Geneticists attest that, as much as genetic differences between men and women exist, there are differences among human population groups. The great majority of such differences established so far, are far less profound than the ones between males and females. They concern skin color, bodily dimensions, or susceptibility to diseases. But differences among humans by genetics, inheritance, and biology can no longer be ignored.

Sociologists seem reluctant to fully engage in this debate. They warn that explaining a natural biological division of humankind by genetic differences among population groups was used in the past to justify the slave trade, eugenics, and genocide. And, of course, racism. They uphold the principle of universal human equality and challenge the geneticists to prove that any found biological differences affect human cognition and behavior. On their side of the argument, they also have the gender feminism and social justice activists who are fudging the scientific debate with ideology and beliefs. – However, one thing is for sure: Africa, Africans and African Americans know what it means to be at the receiving end of racist theories – be they scientific or ideological.

Europe never had indigenous crocodiles, but fossil finds prove that African crocodiles had populated Europe some four million years ago. That was long before Lucy, the current Ice Age, and Homo habilis. We don’t know what the crocodiles thought about the humans’ migration out of Africa and into Europe. Already having been there and now staying behind, they will have anticipated with glee that Homo sapiens would learn their own lesson of the cold and hostile environment they would encounter there.

The Europeans, on the other hand, could never really let go of their oldest companion and competitor in evolution. To this day, they shed crocodile tears and sing about them. John Mayall, the ‘godfather of British Blues’, sang a song called ‘Crocodile Walk’: “… And he’s feeling very bad, He’s got a long way to walk, Looking for a home, See the crocodile walk”. This was 1965 and just months before Eric Clapton joined his ‘Bluesbreakers’. Sir Winston Churchill showed that he knew a few things about the true nature of the crocodile when he warned: “An appeaser is one who feeds a crocodile – hoping it will eat him last”. The United Kingdom also has a crocodile zoo. Spain, Italy, and France all have crocodile farms and parks, for recreation and learning. One in France boasts over 350 South African Nile crocodiles – imported from Italy – in a 4’000 m2 greenhouse heated to 30 degrees by water from a nearby nuclear plant. Still in France and notwithstanding all the crocodile farms in Europe, please note that the famous ‘Hermes Birkin’ ladies’ handbags are made of crocodile leather sourced from a commercial farm in Australia that hosts 50’000 crocodiles. And the logo of ‘Lacoste’ sportswear is a crocodile because the founder of the company, the very successful French tennis player of the period between the world wars, René Lacoste, was nicknamed ‘The Crocodile’. Some say this was due to his tenacious and enduring play which was based on never relenting baseline strokes. Others say it was because he once won a crocodile leather briefcase as reward of a bet that he would beat a strong opposing player.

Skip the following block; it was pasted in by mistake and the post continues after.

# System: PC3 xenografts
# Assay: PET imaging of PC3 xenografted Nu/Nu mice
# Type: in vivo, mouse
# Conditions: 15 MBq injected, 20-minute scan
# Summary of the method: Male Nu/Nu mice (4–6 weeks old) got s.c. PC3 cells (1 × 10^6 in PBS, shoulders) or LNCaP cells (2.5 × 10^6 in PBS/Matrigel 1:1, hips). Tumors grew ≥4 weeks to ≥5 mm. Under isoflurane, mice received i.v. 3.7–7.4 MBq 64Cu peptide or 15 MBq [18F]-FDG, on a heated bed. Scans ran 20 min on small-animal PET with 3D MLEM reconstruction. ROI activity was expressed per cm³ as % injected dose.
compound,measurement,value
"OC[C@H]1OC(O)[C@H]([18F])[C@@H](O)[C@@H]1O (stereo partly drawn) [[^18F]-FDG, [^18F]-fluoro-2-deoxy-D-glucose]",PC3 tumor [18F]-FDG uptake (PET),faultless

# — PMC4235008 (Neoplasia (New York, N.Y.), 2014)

Like the crocodiles, most of Homo sapiens stayed in Africa and went on with their lives there. Sometimes their migrations would lead them through the turf of crocodiles, those cruel predators of humans. But according to folk memory, the crocodiles were sometimes supportive of Homo sapiens’ movement through their territory: On the way from the ancestral homeland in Ghana into Côte d’Ivoire, the Baoulé – the tribe of which I am an honorary chief in Bringakro – had to cross a river. The river god told the queen who was leading our migration, that to cross, she had to sacrifice her only child. When she did so, the crocodiles of the river lined up, side by side and formed a bridge, allowing the whole tribe to reach the other side and our home of today. For river crossings without divine intervention, we have a proverb which says: ‘When crossing a river, do not insult the crocodile’.